Now that it’s hot outside, it’s time to reevaluate your diet—because the heat can affect your body at any age. However, seniors need to be even more aware of their diet during the summer months to help ward off serious ailments like dehydration. Let’s take a look at diets for seniors.

What exactly is dehydration?

Dehydration is a condition that occurs when you use or lose more fluid than you take in, and the body doesn’t have enough water or other liquids to carry out its normal functions. Many people, particularly seniors, feel thirsty when dehydrated. Symptoms of dehydration include headache, nausea, dizziness, confusion or disorientation, dry mouth, constipation, fainting, loose skin, or skin that doesn’t return to normal after pinching and urinating less than usual.

Mild or moderate dehydration can be managed by drinking more water (also consider adding electrolytes but ask your doctor first). Feeling fatigued? Blueberries, tomatoes, and tart cherries are rich in antioxidants for muscle health and reducing fatigue.

Fruits are the formula for hydration.

To help you get rehydrated in the first place, add watermelons, cantaloupes, apples, and pears to your diet. They’re delicious and packed with plenty of vitamins and much-needed water. Also, consider citrus fruits as they offer excellent immunity against heat-borne infections. Did you know that fruits are a compulsory part of the senior diet in Assisted Living facilities during summer to help seniors stay hydrated and healthy?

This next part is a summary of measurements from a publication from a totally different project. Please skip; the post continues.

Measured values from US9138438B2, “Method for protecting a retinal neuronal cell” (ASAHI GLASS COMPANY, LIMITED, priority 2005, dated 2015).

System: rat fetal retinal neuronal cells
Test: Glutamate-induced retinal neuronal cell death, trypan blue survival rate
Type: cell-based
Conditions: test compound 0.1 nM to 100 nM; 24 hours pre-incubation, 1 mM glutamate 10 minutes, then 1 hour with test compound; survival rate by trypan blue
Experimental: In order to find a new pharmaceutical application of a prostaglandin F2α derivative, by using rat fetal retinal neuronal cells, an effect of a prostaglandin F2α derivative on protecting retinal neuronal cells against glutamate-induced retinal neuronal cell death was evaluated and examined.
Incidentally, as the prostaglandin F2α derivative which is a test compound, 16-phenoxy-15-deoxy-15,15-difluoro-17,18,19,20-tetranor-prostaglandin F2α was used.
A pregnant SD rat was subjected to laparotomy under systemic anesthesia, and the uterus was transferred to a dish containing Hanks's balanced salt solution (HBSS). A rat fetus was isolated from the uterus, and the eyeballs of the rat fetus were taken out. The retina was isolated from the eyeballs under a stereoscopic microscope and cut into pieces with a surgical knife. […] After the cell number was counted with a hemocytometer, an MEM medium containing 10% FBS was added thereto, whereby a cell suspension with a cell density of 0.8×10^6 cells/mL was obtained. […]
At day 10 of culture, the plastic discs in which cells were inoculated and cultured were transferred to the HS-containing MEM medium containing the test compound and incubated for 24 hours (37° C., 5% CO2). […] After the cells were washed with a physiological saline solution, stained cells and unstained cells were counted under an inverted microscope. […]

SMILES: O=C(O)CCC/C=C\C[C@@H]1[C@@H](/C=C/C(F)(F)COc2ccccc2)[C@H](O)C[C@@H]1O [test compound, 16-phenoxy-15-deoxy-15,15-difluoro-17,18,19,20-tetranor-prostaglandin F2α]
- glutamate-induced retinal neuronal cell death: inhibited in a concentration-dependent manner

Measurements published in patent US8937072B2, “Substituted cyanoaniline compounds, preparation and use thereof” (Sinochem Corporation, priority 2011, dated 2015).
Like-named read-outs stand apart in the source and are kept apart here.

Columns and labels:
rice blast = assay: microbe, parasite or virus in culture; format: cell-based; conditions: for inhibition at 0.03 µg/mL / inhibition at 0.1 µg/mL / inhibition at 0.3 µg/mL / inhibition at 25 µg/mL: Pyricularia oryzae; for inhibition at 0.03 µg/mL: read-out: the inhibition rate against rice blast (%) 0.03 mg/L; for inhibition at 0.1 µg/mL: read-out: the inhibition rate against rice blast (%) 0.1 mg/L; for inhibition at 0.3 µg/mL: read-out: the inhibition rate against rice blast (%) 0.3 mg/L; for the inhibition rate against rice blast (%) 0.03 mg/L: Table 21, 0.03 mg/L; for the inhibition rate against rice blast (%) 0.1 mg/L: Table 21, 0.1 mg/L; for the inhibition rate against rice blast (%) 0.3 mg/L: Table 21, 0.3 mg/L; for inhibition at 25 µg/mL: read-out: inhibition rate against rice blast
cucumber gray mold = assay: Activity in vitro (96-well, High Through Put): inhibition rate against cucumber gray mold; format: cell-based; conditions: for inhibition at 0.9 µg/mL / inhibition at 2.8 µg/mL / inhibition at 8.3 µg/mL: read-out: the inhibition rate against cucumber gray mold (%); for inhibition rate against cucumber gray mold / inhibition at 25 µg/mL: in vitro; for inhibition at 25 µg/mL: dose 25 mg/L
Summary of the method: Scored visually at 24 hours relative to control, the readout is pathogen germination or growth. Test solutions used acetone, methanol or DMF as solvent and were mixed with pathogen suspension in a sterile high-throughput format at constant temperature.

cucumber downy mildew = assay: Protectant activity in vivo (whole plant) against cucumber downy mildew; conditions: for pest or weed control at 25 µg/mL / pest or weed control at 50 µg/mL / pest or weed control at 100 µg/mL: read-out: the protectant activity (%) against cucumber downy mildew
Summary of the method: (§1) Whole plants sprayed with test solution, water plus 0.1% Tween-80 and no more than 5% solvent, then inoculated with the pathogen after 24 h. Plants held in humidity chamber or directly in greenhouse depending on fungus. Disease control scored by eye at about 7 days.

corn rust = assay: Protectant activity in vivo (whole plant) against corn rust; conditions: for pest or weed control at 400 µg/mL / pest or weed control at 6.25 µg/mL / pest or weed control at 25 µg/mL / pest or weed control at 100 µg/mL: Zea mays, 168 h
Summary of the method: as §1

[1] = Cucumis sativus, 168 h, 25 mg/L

Eat those veggies, too.

It’s also essential to eat salads with vegetables that have high water content, such as lettuce and fresh garden tomatoes. Here’s a tip: the darker the lettuce, the more nutritious. Why not whip up homemade vegetable juice with leafy greens such as kale, spinach, or chard for a quick boost in vitamin K, folate, calcium, magnesium, and other nutrients.

What to avoid.

When looking at what to eat, it’s important to note what to avoid. Avoid caffeine because it acts as a diuretic and depletes the body of fluid. If you must have the cup, sip on a cup of water afterward. Also, avoid alcohol since it causes fluid loss through increased urination. Lastly, avoid seafood or smoked meats because they have high quantities of salt and may make you susceptible to dehydration.

Water and more water.

Have questions about what’s right for you? Speak to your doctor—but the rule of thumb: drink plenty of water. The National Council on Aging recommends you take one-third of your body weight and drink that number of ounces in fluids. For example, if you weigh 150 pounds, aim to drink 50 ounces of water each day.

Enjoy your summer!